3. I knit a lot of preemie hats and this is the pattern I use…I know it was a free pattern on Ravelry or a blog, but I memorized it long ago so I can’t give proper credit. 😦

    The decreases are based on multiples of 7, so you either cast on a multiple of 7 or work your pattern so that you end up with a multiple of 7 before you start decreasing. For a simple roll-brim hat I cast on a multiple of 7 (I do 49 or 56 for preemies, but full-term babies would need a larger hat) and knit mindlessly in the round till it looks to be almost the right height (I aim for 4-5″, including the edge that rolls, for preemie hats.)

    Then you just decrease every other row and knit the alternating rows. First decrease row is K5, K2TOG as many times as necessary. Second decrease row is K4, K2TOG…and so on. When you get down to just a few stitches (I think it’s usually 11?? Maybe??) on your needles, you cut the yarn and pull it through the stitches to close the top. You can also decrease further and then work a couple inches of i-cord to tie into a little topknot.

    This can also be worked with a K2P2 ribbed brim. Just begin with a multiple of 4, and then adjust to a multiple of 7 when you get to the plain stockinette portion. (For instance: Cast on 48, work ribbing, then increase one stitch in the first row of stockinette.)

  4. I realize this is 2 colors and violates some of your requirements but I’m packing for a trip right now and debating the pattern At Dawn, because it seems relatively mindless but also interesting and is “compact” to me in the way that you describe. (Though I see how two colors might not be compact enough!)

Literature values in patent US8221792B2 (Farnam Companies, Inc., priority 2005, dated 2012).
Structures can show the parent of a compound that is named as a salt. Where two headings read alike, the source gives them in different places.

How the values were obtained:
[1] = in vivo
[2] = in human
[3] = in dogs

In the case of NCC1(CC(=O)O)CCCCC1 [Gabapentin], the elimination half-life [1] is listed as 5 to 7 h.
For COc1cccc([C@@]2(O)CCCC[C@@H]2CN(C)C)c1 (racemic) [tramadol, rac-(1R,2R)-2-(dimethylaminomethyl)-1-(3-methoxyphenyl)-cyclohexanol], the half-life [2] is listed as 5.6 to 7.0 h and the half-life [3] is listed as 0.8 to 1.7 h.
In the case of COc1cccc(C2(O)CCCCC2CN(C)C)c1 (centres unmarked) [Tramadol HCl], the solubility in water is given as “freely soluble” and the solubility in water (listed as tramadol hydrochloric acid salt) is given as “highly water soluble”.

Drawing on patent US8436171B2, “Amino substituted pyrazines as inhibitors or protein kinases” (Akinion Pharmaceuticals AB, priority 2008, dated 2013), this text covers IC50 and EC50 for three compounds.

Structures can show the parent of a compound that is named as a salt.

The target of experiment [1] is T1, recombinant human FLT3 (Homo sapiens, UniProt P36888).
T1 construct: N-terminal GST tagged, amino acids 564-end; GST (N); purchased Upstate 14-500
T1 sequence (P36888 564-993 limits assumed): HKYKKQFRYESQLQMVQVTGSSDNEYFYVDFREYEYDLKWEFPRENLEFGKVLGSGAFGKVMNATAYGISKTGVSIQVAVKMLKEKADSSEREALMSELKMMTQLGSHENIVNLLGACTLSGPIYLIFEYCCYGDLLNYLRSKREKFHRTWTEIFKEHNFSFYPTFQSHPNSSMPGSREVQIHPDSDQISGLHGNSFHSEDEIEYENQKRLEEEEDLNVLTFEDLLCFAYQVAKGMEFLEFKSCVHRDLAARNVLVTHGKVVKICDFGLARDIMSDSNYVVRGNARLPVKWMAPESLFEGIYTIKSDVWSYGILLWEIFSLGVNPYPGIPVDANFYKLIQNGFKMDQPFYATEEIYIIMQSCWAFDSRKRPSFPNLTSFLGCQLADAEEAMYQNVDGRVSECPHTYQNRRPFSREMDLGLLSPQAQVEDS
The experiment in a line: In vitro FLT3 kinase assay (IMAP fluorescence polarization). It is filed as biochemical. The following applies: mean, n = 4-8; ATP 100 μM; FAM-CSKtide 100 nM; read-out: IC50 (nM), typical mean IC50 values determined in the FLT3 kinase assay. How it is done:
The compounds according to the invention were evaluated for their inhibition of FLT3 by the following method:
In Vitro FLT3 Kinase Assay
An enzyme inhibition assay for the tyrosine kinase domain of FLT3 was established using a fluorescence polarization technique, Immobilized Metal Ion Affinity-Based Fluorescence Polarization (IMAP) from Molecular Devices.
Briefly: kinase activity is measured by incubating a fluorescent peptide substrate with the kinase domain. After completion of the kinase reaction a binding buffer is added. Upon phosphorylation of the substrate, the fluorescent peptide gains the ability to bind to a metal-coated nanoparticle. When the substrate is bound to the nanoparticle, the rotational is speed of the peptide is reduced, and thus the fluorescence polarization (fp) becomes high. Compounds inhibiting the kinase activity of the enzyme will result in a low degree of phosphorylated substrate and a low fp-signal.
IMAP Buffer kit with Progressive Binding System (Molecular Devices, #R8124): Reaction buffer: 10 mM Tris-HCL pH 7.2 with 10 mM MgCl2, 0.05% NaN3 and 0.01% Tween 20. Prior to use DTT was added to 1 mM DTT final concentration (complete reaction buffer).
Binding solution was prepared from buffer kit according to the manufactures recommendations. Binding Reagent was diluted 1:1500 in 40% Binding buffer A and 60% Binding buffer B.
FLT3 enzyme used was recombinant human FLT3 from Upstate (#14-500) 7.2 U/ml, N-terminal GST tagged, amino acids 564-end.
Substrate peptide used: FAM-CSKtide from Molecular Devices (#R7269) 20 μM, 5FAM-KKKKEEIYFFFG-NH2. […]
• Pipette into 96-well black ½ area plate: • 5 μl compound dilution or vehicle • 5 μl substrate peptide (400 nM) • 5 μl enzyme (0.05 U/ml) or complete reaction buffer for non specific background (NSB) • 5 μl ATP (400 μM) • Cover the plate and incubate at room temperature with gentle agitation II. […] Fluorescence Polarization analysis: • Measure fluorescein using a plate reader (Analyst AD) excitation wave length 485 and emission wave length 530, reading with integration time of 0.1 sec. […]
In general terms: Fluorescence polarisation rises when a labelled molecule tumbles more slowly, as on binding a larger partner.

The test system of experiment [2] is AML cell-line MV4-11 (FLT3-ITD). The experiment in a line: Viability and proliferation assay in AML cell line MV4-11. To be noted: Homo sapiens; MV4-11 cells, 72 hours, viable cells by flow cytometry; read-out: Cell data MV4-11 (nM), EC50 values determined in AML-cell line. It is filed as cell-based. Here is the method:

5. I think something like hitchhiker would be perfect, because you can bring an extra skein of yarn for a second one in case you finish the first (but it will barely take up any room). But do you want something a little more advanced?

  6. I like the idea of leaving baby hats behind. I’m on a dishcloth/spa cloth kick lately. What about knitting dishcloths and leaving them behind?

  7. What a wonderful adventure. I wish you a safe trip with your team and think it is a great educational program. I have just chosen the “Clapo Ktus” myself for an upcoming roadtrip – a combination of the Clapotis and the Baktus and a simple pattern that you can memorize fast. You can use any leftover yarn and make it as long as you wish.
    As a book, I usually choose a short story compilation for trips. Alice Munro’s stories are a great read.

  8. That to me is prime ballband washcloth knitting territory. Cotton is forgiving on dirt, the cloths can be gifted, and the pattern can be memorised in a single pattern repeat of 6 lines of knitting. Better yet, if you have the right cotton yarn with you, the ball band has the pattern on the back of it.
    Have a great trip!

  9. I made Wingspan last summer and loved it: it’s a sock scarf made out of sock yarn, using short rows so you’re only working a few stitches at a time, easy to remember pattern, and you can make it as long as you want. I wore it all last winter and got tons of compliments. Oh, and it’s a free pattern.

  10. Pingback: Things I did and didn’t do this summer | earthchicknits